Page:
Goodman Gallery, Johannesburg
31.08 – 14.10.2017
Africans have woken up to the realisation that we are still living with the effects of colonialism. We still find ourselves dealing with the experiences of being black and marginalised. Queer and attacked. Policies provide economic empowerment and yet we make up the minority in controlling our country’s economic power.
Kudzanai Chiurai’s exhibition entitled ‘We live in silence’ speaks to these conflicts. His work represents a waking up from the dream of Democracy with the crust of colonialism still in our eyes. His works make us look through a haze that could lazily be generalised as hauntingly ‘neo-colonial black portraitures’.
The gallery walls are mounted with what looks like Classical European works but with black subjects and their history at the focus. One such portraits show us a white suited figure on the cross with mourners at her feet. Next to this work we see references to the scene of the last supper where the same figure sits at the center of the table dining with her comrades. This is no last supper but a celebration, where women raise their glasses. A celebration of black life, perhaps?
The work also features distinct iconography referencing some of the pertinent themes to colonial history. It’s a history re-imagined with a woman as the center. We see her in a work standing with her arms out, addressing the crowd beneath her. We see her again, wearing white gloves and a fur skinned coat. We see the same figure in another work grasping the head of a terrified white man as she is about to cut his throat. This, in references to Caravaggio’s Beheading of St. John the Baptist, speaks to a brutal history but one of thought and strategy to a greater political goal. The lamb of white supremacy must be sacrificed and his blood spilled in offering for the realisation of our independence. Here the black subject is the doer to no longer to be reduced to the category of the subjugated.
Kudzanai’s exhibition is a lesson in African history, one which is often ignored. His work is both a telling as well as a re-imagining of such. Here black bodies are stylistically posed as though marble statues, presented as a classic work of art. We see a reference to Michael Angelo’s Pieta but with black woman’s bodies. We see a reference to the iconical Sarah Baartman, where a naked woman stands in a box, surrounding by guarding onlookers. But in this image Sarah looks back at us.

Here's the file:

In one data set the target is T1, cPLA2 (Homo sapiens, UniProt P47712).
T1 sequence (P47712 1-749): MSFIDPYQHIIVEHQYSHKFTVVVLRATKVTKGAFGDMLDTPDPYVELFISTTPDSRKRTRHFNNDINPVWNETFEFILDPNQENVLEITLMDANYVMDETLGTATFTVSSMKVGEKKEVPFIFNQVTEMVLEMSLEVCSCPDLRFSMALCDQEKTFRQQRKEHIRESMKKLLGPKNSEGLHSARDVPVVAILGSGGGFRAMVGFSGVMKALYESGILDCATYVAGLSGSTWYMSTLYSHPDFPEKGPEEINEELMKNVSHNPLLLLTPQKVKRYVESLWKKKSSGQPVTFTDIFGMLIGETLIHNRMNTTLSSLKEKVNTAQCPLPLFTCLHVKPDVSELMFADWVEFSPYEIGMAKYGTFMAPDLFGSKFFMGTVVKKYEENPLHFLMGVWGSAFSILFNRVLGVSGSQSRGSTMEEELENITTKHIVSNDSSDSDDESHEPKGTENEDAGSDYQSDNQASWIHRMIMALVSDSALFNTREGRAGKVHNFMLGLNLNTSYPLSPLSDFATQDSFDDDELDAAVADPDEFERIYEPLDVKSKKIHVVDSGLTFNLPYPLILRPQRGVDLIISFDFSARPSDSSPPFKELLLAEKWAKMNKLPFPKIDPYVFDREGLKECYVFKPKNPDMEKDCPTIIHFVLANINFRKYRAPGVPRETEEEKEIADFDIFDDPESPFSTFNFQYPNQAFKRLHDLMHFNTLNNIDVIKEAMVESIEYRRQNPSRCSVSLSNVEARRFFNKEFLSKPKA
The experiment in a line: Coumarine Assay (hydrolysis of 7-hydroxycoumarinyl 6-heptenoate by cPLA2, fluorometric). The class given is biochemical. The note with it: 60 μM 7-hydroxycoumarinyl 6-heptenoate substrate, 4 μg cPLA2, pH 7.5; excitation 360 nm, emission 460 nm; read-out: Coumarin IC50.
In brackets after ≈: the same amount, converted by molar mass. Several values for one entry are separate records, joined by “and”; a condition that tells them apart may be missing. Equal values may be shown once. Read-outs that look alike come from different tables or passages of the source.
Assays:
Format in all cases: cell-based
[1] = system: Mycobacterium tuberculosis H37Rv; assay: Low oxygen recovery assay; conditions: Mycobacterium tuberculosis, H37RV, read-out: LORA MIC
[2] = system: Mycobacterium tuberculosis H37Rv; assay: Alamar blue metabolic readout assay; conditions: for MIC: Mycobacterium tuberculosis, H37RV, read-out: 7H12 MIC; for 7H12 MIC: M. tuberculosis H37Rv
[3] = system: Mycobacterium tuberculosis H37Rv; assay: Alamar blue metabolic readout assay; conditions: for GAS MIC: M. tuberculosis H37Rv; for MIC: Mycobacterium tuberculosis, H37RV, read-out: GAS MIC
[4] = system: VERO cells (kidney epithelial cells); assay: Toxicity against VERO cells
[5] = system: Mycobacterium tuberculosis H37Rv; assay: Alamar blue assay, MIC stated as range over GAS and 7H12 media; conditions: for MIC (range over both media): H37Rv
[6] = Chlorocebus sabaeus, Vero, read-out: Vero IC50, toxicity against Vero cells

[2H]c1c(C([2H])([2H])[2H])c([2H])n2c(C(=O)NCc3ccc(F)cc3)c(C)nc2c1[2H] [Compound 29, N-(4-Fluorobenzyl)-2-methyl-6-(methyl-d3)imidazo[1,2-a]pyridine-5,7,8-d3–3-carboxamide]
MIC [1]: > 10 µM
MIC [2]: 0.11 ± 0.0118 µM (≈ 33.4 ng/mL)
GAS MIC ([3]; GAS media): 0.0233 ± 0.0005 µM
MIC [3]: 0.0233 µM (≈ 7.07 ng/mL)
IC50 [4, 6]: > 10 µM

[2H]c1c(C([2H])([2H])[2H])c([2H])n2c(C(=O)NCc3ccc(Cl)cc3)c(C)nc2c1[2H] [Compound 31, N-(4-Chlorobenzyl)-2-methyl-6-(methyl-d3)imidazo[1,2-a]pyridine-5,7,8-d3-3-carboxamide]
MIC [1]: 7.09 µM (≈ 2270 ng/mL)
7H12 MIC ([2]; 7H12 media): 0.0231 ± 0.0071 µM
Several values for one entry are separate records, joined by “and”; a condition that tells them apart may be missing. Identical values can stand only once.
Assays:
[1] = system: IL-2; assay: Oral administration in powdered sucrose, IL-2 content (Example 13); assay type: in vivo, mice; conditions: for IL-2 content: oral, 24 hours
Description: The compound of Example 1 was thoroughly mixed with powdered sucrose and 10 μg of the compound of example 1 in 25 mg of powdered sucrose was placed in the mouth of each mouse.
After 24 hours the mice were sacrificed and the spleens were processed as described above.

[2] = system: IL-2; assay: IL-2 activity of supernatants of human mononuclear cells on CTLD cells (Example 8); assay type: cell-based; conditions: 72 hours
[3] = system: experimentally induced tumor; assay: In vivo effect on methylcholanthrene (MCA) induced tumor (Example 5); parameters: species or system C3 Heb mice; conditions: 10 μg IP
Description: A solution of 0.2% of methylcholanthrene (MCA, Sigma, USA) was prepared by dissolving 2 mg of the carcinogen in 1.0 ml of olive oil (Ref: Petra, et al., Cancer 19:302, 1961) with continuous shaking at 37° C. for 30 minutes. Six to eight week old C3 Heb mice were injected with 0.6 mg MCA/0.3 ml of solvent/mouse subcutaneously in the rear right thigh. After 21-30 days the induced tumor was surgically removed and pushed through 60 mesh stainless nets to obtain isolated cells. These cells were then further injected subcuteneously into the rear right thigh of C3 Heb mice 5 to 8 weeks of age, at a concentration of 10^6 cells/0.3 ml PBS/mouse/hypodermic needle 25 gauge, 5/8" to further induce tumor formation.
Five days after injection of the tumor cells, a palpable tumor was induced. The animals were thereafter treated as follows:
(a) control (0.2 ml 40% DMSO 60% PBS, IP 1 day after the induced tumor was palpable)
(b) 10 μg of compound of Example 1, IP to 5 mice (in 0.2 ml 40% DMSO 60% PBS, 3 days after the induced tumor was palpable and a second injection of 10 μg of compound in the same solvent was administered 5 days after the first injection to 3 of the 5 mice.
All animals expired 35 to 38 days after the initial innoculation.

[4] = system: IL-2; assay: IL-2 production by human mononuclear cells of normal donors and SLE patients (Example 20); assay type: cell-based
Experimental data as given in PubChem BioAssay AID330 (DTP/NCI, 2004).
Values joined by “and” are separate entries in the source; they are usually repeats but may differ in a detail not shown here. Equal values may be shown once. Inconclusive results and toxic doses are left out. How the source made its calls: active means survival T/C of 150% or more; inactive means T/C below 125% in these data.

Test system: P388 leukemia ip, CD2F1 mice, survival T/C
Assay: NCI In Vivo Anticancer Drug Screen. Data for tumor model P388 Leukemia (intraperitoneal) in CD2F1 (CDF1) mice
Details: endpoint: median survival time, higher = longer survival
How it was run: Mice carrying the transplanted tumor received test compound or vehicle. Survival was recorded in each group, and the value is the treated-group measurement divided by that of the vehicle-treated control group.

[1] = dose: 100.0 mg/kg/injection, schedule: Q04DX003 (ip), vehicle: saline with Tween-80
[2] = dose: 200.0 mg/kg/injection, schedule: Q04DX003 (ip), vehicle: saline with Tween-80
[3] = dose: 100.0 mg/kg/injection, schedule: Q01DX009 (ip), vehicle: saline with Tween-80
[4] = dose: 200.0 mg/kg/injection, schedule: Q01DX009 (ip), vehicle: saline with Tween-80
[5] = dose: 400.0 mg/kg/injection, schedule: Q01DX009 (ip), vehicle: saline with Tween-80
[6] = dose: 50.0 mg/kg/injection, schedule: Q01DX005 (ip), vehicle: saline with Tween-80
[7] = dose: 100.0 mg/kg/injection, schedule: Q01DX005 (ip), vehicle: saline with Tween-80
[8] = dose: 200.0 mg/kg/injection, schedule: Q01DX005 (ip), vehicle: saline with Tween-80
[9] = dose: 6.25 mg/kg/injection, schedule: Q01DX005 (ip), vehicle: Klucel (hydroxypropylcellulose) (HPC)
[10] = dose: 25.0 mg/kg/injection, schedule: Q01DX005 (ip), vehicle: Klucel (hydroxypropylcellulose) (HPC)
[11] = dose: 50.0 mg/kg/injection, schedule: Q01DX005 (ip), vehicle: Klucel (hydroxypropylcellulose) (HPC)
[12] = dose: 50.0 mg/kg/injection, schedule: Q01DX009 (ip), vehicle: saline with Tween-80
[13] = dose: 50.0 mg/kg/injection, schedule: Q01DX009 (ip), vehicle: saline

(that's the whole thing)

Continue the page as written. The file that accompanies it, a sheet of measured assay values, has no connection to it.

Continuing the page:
His works are a rejection of colonial images of black subjects reduced to static, ahistorical or the primitive anthropological study. This exhibition speaks to the agency that the black body has in dealing with adversity. It also speaks to those vulnerable moments where even a freedom fighter has to put down their weapon. We see depictions of intimate moments, a figure asleep in bed with their arms falling across the bed over a bowl of food. Images of the fighter so wary, that they fell asleep before eating. We also see women in bed, mid quarrel. Our political struggles also extend into those personal spaces where our quarrels express themselves within the interpersonal.
Kudzanai Chiurai’s works speak to the triumph of black spirit as well as the challenges that follow it. The way he lights the black skin seems to glow as if it is the source of the light. Here we see figures taking part in their own liberation and as consequence their possible demise. It would be an over-simplification to describes his works as disillusionment of black struggle in history, with its state despots and destructive the role of religion to her peoples. Yet there is also a warning. Behind these images are a backdrop of colonial anthropological images. I see a foreboding to what it truly means to be black and thrive. Whiteness is always present and watching. It is waiting for us who thrive to fall so as to re-assert itself in those spaces we call home.